Summary map of existing, emerging and potential regional, national and subnational carbon pricing initiatives (ETS and tax) from World Bank. State and Trends of Carbon Pricing 2016 (October)

However, the reality of many regions of the world and notably of Asia shows just how challenging this can be and why these policy efforts are sometimes not felt in the actual air we breathe.

In Asia, change could translate to significantly lower global carbon emissions. Because Asia is the largest emitter – 33% of the global emissions are generated in Asia where China alone uses more coal than the rest of the world combined, any successful implementation of policies can have a huge impact globally. However, the challenge is big. India, Indonesia, Pakistan, Bangladesh and other Asian countries have a growing demand for electricity to meet their developmental needs -expected to double by 2030- and plans for this expansion rely heavily on coal fueled electricity. Nonetheless, China has a great interest to change their carbon emission trends and has set the target to peak carbon emissions by 2030 and increasing the non-fossil fuel to 20% by 2030. Similarly, India, Vietnam and Bangladesh are actively working to increase the use of renewables in the energy mix. The question is how can the solar energy or wind energy projects in all these countries be scaled-up to represent a larger portion of the national energy mix.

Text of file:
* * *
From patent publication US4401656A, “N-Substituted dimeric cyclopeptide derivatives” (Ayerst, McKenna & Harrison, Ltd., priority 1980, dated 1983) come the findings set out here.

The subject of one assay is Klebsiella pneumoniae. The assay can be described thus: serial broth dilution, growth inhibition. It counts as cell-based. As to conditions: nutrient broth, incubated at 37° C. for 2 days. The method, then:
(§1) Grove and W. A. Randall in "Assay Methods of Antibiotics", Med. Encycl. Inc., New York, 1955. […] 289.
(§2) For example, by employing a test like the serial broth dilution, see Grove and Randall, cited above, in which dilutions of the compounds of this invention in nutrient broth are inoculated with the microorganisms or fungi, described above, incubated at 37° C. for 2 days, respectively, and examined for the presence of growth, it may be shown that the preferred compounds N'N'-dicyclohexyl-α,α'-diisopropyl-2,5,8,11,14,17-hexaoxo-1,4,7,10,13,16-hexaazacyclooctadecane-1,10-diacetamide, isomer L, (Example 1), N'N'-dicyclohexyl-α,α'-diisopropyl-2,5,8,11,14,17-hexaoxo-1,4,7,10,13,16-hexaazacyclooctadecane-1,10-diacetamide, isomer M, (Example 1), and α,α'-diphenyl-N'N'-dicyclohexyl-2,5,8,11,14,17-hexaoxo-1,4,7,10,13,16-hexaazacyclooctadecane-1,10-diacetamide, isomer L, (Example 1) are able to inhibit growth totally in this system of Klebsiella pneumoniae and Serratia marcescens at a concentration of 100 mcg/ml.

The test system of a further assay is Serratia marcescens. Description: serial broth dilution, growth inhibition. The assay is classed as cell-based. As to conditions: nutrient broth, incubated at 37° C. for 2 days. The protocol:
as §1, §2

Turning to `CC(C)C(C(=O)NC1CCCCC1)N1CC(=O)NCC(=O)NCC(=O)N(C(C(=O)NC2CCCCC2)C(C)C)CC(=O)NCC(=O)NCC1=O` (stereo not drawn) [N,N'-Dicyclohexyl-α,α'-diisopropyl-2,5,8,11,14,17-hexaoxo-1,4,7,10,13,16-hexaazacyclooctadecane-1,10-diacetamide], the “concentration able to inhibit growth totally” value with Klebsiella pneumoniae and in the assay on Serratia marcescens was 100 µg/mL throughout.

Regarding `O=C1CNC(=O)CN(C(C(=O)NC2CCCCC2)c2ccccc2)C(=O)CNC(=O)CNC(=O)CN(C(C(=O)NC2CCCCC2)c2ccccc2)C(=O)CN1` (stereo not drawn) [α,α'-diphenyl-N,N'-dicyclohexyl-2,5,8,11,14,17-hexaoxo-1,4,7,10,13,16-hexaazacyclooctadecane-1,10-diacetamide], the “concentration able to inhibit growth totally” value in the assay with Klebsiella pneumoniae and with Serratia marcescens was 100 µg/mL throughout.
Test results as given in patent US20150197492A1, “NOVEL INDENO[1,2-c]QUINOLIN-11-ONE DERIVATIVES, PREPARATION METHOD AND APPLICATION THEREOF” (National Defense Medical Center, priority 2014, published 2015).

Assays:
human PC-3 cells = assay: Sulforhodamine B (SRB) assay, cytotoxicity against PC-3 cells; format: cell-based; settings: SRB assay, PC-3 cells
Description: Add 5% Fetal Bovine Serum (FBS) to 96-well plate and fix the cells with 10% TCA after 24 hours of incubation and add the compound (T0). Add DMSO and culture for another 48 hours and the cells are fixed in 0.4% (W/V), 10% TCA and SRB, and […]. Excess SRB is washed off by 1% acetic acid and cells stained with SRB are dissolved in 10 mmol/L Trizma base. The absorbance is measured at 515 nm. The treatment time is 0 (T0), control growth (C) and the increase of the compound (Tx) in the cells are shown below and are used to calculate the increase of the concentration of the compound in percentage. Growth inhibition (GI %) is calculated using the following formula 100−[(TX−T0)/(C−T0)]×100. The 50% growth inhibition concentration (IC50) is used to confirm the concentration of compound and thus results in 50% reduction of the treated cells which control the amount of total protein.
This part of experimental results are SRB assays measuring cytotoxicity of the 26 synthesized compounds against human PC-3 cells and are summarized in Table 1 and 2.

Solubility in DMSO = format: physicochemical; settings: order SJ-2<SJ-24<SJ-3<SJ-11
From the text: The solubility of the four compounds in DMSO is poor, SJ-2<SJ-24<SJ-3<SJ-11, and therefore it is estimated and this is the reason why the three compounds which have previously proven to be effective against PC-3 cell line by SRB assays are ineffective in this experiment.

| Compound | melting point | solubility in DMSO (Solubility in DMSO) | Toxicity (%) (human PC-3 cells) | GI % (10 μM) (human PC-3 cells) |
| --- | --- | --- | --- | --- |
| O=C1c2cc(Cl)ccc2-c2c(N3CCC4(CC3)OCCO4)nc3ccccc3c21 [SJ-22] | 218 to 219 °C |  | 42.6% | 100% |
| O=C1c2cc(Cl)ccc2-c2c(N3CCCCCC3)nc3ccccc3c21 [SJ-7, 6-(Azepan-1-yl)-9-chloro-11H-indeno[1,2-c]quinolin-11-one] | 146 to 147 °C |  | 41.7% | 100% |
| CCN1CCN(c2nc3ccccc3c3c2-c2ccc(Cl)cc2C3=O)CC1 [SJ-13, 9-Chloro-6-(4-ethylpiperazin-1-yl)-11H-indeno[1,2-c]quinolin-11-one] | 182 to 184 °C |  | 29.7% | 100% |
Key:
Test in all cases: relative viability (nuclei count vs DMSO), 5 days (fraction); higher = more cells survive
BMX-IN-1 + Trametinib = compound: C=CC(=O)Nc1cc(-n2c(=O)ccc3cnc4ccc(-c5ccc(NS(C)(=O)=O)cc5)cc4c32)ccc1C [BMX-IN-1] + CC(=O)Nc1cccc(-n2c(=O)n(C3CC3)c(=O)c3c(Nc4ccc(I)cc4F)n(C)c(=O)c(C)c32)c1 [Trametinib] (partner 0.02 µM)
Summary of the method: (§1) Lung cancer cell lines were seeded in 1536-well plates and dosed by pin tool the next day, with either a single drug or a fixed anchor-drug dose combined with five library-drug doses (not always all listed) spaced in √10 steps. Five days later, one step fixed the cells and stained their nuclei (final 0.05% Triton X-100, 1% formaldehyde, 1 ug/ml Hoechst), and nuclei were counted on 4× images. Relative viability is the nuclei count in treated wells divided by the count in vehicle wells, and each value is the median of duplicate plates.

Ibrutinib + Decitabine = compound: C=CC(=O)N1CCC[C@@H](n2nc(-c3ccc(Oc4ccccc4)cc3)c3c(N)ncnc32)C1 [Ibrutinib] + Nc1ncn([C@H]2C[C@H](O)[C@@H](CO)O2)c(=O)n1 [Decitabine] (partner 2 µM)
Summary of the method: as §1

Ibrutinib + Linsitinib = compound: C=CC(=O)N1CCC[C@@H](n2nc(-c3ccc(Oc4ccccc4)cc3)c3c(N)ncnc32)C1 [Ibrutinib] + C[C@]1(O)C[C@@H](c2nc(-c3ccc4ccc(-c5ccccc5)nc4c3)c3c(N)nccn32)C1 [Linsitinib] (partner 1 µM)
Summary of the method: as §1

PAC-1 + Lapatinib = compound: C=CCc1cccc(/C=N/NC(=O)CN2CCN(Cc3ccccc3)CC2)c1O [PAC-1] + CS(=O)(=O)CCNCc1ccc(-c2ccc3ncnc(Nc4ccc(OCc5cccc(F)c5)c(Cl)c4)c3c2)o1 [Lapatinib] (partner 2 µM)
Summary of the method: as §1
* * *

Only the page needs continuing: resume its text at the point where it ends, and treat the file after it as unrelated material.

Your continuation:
What can businesses and individuals do?

A quote by an American Author seems relevant at this point.

“I am only one, but I am one. I cannot do everything, but I can do something. And I will not let what I cannot do interfere with what I can do.” 
― Edward Everett Hale

Strive for energy efficiency because you can!

 

Sources:

http://science.howstuffworks.com/environmental/green-science/carbon-tax.htmhttp://www.worldbank.org/en/programs/pricing-carbonhttp://www.worldbank.org/en/news/opinion/2016/05/03/asia-help-lead-way-change-course-climate-changeWorld Bank, Ecofys and Vivid Economics. 2016. State and Trends of Carbon Pricing 2016 (October), by World Bank, Washington, DC. Doi: 10.1596/978-1-4648-1001-5 License: Creative Commons Attribution CC BY 3.0 IGO accessed through: https://openknowledge.worldbank.org/bitstream/handle/10986/25160/9781464810015.pdf?sequence=7&isAllowed=y
http://www.mfe.govt.nz/news-events/ministerial-declaration-carbon-marketshttp://www.climatecentral.org/news/wests-largest-coal-plant-may-close-21117
http://www.worldbank.org/en/programs/pricing-carbon

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The hard work of tackling air quality. Is Asia up for the challenge?

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At the beginning of November 2016 air pollution in New Delhi sky-rocketed due to a combination of weather conditions, crop burning and extensive firecracker use during the Diwali celebrations, adding to the already bad air quality in the city. The peak was so dramatic that schools where closed for several days and the Government has been asked to take decisive measures to tackle this lingering menace.

 A task force outlined 10 steps that need to be taken to reduce air pollution in India, which are accessible, available and possible, but that require commitment from a range of institutions. It includes prevention of crop burning, provision of clean fuel, switch to low sulphur fuel, shift freight transport from road to rail and implementing Euro VI emission standards.